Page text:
Gen. William Shelton, commander of Air Force Space Command headquartered at Peterson Air Force Base, knew his mission on a recent night at The Broadmoor. He was the guest speaker for The Home Front Cares’ annual fundraising dinner, helping the 10-year-old nonprofit in support of local military members, particularly those families affected by deployment.
Shelton talked eloquently about the unseen impacts of repeated deployments, just as he described the Space Command’s many functions, operating the worldwide GPS system out of Schriever Air Force Base or monitoring even the smallest space debris (“down to 4 inches in size”) stuck in orbit around the Earth.
But the four-star general, who also happens to be a 1976 Air Force Academy graduate, had an additional topic for this attentive audience — sequestration.
He knew he wasn’t speaking to a congressional committee, but he realized Colorado Springs folks would comprehend his concern.
The word coming out of Washington has been that the next budget negotiations, facing a mid-December deadline set in the recent deal to reopen the government and avert default, will address sequestration and specifically its effect on the military. But with no guarantees. Already, the first round of across-the-board 10 percent cuts has taken place this year. If nothing happens soon, the Pentagon will face more full-scale spending cuts in 2014 and for several more years thereafter.
As Gen. Shelton put it, speaking of the massive operations for missile warning, GPS and other systems, in his words, there already is “no reserve in orbit, and no stockpile on the ground — the status quo is not going to be the answer for us in the future.”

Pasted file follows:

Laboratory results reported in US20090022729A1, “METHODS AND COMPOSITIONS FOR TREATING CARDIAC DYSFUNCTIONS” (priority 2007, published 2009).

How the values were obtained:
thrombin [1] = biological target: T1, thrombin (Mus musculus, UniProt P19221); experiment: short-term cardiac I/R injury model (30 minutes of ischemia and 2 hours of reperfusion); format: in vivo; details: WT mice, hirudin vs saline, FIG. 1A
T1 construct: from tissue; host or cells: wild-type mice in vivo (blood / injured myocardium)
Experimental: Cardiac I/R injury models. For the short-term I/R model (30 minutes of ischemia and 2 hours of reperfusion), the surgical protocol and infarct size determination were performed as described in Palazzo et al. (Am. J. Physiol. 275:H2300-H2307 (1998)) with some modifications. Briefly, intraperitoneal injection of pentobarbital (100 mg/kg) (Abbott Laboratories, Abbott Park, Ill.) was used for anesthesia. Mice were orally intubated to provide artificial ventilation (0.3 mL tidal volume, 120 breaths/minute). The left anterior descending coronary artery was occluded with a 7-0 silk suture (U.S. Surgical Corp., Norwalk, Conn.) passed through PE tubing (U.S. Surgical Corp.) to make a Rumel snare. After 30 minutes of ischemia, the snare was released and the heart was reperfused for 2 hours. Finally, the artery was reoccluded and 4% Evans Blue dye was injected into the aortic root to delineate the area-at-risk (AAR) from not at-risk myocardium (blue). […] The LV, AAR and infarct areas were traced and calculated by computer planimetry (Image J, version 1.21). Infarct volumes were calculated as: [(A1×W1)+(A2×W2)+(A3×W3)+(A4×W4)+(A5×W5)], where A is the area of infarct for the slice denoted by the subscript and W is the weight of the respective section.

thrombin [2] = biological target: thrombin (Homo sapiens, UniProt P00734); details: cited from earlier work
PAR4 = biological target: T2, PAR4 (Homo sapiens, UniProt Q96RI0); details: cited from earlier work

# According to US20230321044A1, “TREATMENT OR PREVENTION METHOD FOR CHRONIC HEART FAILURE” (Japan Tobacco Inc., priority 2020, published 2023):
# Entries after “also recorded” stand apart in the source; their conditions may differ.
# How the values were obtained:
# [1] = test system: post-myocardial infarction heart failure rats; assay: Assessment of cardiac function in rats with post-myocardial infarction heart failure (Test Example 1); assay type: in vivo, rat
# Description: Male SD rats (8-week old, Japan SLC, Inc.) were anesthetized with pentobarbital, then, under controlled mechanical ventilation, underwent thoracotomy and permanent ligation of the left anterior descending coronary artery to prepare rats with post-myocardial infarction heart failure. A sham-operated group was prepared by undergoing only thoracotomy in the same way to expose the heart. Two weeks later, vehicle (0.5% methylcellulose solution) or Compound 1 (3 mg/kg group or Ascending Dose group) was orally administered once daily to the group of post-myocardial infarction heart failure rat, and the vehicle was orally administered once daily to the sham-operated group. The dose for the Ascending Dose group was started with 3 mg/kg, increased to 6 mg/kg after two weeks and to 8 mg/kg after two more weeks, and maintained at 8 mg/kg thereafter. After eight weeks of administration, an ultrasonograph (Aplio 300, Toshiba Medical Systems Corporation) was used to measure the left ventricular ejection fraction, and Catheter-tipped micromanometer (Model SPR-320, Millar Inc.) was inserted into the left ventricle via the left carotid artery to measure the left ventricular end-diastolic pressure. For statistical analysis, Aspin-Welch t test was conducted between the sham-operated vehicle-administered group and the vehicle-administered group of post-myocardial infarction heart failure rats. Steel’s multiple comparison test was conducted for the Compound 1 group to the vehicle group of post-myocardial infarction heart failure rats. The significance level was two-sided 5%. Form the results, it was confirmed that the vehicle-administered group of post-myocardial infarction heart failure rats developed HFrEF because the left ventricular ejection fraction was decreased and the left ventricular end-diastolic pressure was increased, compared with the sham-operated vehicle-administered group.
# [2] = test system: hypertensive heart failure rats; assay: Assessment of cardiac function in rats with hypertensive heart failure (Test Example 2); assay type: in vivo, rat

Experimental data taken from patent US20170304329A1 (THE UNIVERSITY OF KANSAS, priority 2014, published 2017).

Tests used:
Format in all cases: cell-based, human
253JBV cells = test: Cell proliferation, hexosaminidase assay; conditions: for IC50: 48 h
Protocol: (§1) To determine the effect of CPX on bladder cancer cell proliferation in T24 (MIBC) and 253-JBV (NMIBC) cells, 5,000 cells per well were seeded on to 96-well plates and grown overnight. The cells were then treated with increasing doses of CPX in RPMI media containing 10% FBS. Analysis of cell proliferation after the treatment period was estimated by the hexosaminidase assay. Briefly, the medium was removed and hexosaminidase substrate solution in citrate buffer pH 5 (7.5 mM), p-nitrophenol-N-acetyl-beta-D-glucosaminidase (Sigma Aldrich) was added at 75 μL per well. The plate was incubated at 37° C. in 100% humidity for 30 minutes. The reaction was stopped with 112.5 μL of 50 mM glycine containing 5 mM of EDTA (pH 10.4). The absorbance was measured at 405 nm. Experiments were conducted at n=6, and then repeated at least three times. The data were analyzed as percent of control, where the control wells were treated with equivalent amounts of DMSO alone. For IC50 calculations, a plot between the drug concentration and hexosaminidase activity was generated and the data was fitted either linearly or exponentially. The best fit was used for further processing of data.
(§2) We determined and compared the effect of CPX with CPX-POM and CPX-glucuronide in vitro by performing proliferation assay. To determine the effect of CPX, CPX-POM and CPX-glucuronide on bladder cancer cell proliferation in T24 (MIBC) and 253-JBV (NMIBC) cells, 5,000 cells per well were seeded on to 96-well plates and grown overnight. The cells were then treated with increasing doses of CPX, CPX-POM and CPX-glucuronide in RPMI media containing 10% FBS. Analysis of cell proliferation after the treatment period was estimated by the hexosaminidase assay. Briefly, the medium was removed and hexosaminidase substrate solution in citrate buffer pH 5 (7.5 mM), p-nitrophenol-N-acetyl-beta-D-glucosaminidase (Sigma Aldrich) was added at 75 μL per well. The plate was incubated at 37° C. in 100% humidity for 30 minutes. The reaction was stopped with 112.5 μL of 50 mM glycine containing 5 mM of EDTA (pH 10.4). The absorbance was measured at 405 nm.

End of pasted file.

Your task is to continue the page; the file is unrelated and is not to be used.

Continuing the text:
Shelton insisted, with strong information to back up his assessments, that the Space Command is doing what it can to tighten expenses in its vital programs. “We need to lower the cost of launches and reaching space,” he said. “We have to improve our game.” That means even while continuing to raise the bar, such as an ongoing project to build a high-performance computer operation unlike anything the world has seen.
“The status quo is not going to be the answer for us in the future.”
But when the subject turns to cyber security, Shelton doesn’t see cost-cutting as an option. Literally millions of hackers everywhere, he said, are “trying to get probes into” our military’s computers every day. So while some areas of the military might be scaling back, the Cyber Command has added more than 1,000 positions. Yet, if sequestration isn’t stopped, the cutbacks will hit there as well.
“There’s no argument that we need to reduce the deficit,” Shelton said. “But the Budget Control Act says we have to cut every line item. I’m out of tricks. I don’t know how to continue providing our full suite of services.
“We should be OK for 2014. But if sequestration continues any longer, it doesn’t look good for ’15.”
That’s a sobering outlook, and Shelton had another candid description of how the Space Command is approaching the constant battles against outside threats from the cyber world as well as space.
“We build just enough, just in time,” Shelton said, which doesn’t sound like a strategy to maintain superiority, and security, for America’s long-range future.
In fact, it makes us wish Gen. Shelton and other top generals could convey that message personally to all of those in Congress who think long-term sequestration isn’t such a bad idea.
It’s more than a bad idea. It’s frightening.